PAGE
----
Three Rings shows Mendelsohn at his most learned and most engaging. . . . Mendelsohn combines memoir, criticism and formal experimentation with great poise. His book is an artisan product: short, skilfully constructed, and of a lasting quality.
—Alexander Wells, Exberliner
Exquisite . . . Three Rings digresses from its digressions, whirling with elegiac elegance from the ‘Odyssey,’ which itself veers away from the main tale only to wind home again . . . Ornate and oneiric, the results are well worth circling and circling back to. A thrillingly inventive meditation.
—The New York Times Book Review
Spectacular . . . a brilliant journey. Three Rings has echoes of Jorge Luis Borges, Italo Calvino, Walter Benjamin and Hannah Arendt. [Mendelsohn] is one of the very few male scholars and critics who put almost equal emphasis on knowledge and feelings. The result is a book that is as nuanced, insightful and well informed as it is honest, raw, painful and touchingly human.
—The Times Literary Supplement
Classicist, historian, memoirist, cultural critic, wit—with consummate skill and the sharp, sympathetic eye of the poet Daniel Mendelsohn brilliantly combines these roles. Three Rings is a masterly exegesis and demonstration of digression as a high art.
—Joyce Carol Oates
Daniel Mendelsohn’s Three Rings is erudition, essayism, and memoir, made to dance together like a visible clockworks—or literary scholarship such as Ricky Jay might have practiced it onstage. This little book is ruminative, humane and gorgeously precise.
Mr. Mendelsohn’s eighth full-length work is itself a book that springs from other books, including his own. It is a brief but bountiful mashup of criticism, literary biography, craft essay and personal history. As always, the author’s voice blends authority with considerable warmth and charm, luring readers into his complex intellectual enthusiasms. . . . Three Rings, a short but profoundly moving work, clings with tenacity to a belief in the regenerative power of literature.
—The Wall Street Journal
A stunning piece of criticism . . . Three Rings is not just a continuation of An Odyssey, a mere expansion on a theme. Something has changed in the new book. You might say that between An Odyssey and Three Rings, the question of ring composition shifts from a literary concern to a metaphysical one. The stakes in this new book have been raised: this isn’t just about the mechanics of storytelling but the fabric of the cosmos.
—James K. A. Smith, Literary Hub
This slim volume swirls with Daniel Mendelsohn’s sublime reflections on history, architecture, religion, theater, literature, scholarship, and on his own life. To read it is like spending a few hours with a brilliant, captivating conversationalist whose ardor for his subjects is contagious. It’s an intellectual adventure, and a brilliant achievement.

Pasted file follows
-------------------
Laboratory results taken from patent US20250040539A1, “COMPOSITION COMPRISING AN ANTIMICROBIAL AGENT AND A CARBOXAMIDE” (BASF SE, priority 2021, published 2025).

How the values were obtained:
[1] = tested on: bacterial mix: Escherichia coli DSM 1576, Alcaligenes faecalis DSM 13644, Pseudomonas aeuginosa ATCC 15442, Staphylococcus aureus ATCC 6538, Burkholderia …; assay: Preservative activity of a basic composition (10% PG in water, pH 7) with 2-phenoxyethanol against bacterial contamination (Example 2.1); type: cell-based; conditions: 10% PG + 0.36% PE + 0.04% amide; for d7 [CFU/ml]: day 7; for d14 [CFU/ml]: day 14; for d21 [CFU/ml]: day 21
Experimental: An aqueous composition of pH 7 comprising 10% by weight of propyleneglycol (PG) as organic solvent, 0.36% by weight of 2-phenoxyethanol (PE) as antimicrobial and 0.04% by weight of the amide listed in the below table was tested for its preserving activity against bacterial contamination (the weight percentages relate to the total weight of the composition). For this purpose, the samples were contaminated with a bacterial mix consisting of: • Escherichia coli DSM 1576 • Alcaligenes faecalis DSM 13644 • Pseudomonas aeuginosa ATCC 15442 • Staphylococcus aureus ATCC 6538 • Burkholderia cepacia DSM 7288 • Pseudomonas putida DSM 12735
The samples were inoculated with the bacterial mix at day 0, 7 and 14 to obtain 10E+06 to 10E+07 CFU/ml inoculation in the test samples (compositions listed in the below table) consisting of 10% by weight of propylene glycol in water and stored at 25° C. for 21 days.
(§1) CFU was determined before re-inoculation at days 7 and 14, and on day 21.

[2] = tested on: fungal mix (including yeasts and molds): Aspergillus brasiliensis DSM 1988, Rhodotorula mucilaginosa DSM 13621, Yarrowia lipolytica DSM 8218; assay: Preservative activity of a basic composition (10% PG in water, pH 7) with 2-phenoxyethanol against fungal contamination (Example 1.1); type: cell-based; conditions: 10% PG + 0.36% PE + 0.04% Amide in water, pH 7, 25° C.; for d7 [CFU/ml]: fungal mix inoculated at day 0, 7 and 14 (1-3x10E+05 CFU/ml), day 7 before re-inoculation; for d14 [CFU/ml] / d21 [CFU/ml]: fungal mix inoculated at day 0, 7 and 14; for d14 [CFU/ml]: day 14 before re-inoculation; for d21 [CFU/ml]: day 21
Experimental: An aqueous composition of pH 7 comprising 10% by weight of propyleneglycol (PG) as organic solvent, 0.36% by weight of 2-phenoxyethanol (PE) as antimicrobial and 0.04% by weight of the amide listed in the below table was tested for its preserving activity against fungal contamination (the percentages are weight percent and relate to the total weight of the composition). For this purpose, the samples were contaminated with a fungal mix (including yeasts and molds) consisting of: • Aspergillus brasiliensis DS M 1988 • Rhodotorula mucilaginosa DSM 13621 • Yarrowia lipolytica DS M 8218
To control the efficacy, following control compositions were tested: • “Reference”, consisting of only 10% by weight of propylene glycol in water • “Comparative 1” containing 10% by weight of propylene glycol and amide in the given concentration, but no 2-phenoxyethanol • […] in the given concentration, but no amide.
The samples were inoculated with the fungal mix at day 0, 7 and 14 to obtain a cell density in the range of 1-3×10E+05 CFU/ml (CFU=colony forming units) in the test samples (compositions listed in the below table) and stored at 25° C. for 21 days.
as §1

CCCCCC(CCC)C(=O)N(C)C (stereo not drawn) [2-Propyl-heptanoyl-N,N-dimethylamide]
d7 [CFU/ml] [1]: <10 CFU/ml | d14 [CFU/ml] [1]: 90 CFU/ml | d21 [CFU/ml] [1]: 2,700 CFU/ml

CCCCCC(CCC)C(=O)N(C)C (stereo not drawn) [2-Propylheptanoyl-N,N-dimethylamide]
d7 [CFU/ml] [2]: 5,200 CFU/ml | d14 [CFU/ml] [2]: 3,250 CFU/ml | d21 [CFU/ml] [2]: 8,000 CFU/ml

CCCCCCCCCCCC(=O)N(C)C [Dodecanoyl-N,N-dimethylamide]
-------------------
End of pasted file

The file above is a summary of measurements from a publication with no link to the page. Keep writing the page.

—The Jewish Book Council Review
[Mendelsohn is] a gifted guide. . . . He performs digression in this slim volume, and he does so with grace and power. In other words, he provokes readers to ponder our own lives even as he instructs us in the narrative traditions we might use to make sense of ourselves.
This luminous narrative, in which the tales of each of Mendelsohn’s three chosen exiled writers appealingly intertwine, is about many things—memory, literature, family, immigration, and religion . . . This slender, exquisite book rewards on many levels.
—Kirkus Reviews (starred review)
A fine study of digression, exile, and circularity. Mendelsohn’s talent with descriptive detail brings his work alive, such as repeated descriptions of Auerbach, while exiled in Istanbul, gazing through a palace window over the turquoise Sea of Marmara. Mendelsohn never fails to entertain as he takes the reader across thousands of years’ worth of literature and lives.
Astounding. A Borgesian document of clarity and brilliance, a book about telling stories that wanders down the seeming two roads of the Hebrew tradition and the Classical, which, like Proust’s two ways, might turn out to be one way after all. Three Rings has the keeled force of a long poem.
Contained in the interwoven circles of this slim, labyrinthine book is a vision that encompasses the world. Part dirge, part memoir, part exegesis, all rhapsody—Mendelsohn’s anatomy of literature’s subtlest pleasures is itself that subtlest of literary pleasures: a masterpiece.
—Ayad Akhtar, Pulitzer Prize-winning author of Homeland Elegies